This dish originated in the port city of Callao just north of Lima. Almost every visitor to Peru visits Callao whether they know it or not since the main airport is located there. The name of this dish is a reminder of its place of origin. Chalaca (or chalaco) is the nickname for anything that comes from Callao. Choros is the Peruvian term for mussels. Incidentally, choros is also a slang term for thieves, so it’s always a good idea to qualify choros with “a la chalaca” to avoid confusion. You can also affectionately refer to them as choritos as few Peruvians will use a diminutive suffix to refer to something unsavory.

Callao has a pretty rough-and-tumble reputation akin to that of Marseilles in France. Growing up, my little brother told my dad that some Peruvian classmates were picking on him because he didn’t speak Spanish very well. My dad instructed him to tell the bullies that he was from Callao, assuring him that they wouldn’t mess with him if they heard that. I don’t remember my brother complaining about them again.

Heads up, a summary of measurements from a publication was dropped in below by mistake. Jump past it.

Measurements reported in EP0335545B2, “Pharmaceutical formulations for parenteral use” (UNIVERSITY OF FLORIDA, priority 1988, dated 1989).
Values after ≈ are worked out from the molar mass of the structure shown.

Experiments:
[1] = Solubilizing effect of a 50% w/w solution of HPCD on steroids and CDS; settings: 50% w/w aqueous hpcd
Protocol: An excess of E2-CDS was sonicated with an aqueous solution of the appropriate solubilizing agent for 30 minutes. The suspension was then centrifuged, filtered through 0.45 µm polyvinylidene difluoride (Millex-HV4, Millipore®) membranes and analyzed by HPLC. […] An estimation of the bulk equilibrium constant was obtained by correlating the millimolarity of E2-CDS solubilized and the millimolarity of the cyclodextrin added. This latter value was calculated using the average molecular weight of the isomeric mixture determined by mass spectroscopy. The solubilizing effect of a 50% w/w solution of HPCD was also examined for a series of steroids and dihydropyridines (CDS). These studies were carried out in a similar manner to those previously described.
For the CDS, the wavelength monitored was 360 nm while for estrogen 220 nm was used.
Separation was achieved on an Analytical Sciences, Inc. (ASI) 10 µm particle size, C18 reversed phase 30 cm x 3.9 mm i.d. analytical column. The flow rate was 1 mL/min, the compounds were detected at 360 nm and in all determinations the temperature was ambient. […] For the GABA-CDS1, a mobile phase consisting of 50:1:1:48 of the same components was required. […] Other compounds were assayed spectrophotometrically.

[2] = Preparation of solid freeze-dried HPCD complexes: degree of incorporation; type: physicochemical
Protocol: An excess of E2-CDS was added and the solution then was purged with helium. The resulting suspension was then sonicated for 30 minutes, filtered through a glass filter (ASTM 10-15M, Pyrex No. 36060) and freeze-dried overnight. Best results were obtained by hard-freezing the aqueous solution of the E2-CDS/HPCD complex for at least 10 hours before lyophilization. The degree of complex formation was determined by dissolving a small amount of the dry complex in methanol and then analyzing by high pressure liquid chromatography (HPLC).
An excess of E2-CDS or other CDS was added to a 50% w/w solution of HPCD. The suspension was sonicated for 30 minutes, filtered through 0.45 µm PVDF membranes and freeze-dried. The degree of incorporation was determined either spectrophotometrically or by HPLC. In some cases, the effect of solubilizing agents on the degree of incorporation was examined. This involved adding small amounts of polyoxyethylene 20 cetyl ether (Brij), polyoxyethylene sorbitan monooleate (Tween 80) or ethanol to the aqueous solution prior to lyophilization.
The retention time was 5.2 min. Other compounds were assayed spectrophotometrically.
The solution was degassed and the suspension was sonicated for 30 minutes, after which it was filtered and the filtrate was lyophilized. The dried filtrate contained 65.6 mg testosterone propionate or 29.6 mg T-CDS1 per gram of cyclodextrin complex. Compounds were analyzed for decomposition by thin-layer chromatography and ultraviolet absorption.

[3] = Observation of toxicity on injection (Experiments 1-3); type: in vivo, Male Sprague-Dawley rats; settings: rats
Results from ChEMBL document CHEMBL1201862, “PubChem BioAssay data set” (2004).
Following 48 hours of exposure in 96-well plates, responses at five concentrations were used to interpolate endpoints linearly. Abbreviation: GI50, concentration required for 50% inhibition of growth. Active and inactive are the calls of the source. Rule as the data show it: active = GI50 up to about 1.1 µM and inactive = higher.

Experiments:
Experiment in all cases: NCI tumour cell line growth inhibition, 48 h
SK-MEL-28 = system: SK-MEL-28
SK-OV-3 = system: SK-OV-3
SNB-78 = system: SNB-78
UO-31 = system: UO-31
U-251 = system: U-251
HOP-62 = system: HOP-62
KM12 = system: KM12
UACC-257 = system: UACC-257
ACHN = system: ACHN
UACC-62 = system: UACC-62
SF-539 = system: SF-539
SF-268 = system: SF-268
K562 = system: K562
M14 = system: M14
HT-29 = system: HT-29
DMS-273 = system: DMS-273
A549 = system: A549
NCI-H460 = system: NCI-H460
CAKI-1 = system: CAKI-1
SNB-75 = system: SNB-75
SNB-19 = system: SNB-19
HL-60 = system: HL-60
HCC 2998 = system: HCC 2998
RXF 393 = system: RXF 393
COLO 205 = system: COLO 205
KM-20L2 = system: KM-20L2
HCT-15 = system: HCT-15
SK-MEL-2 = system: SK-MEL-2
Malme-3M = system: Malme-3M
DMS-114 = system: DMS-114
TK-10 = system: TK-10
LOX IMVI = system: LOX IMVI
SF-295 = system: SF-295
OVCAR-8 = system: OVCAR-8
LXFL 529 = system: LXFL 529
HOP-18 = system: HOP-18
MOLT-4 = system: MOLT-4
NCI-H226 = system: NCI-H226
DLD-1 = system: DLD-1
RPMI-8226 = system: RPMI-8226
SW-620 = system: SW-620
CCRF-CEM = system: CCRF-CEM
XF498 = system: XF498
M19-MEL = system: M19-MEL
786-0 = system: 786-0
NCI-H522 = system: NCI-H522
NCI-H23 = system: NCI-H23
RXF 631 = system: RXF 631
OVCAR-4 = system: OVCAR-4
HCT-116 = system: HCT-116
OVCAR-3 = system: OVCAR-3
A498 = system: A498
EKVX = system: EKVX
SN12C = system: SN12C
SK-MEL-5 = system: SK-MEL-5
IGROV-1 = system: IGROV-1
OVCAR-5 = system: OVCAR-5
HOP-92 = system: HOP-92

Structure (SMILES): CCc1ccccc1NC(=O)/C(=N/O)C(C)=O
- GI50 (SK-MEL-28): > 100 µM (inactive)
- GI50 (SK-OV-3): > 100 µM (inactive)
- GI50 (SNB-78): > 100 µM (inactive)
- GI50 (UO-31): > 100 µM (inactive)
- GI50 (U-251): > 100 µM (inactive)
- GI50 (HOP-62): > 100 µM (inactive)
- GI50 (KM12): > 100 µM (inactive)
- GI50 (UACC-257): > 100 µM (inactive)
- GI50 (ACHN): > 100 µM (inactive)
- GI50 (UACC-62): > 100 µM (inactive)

While chalacos may seem a little rough around the edges compared to the more reserved limeños, they also have the reputation of being some of the most fun-loving people in Peru. They are fiercely loyal to their local soccer team, Los Boys. The city is renowned in South America for being a salsa music hotspot. In fact, it was historically the southernmost stop on the Latin American salsa circuit whenever big acts like El Gran Combo toured. As such, chalacos are well-respected for their dancing skills.

Choros a la chalaca is drinking food. Even non-chalacos will order a platter to enjoy with a case of beer, which is a typical way of ordering brews in Peru. I always picture chalacos fortifying themselves with a few mussels and a swig of refreshing local lager in between dancing to their favorite salsa anthems at one of the city’s numerous night clubs.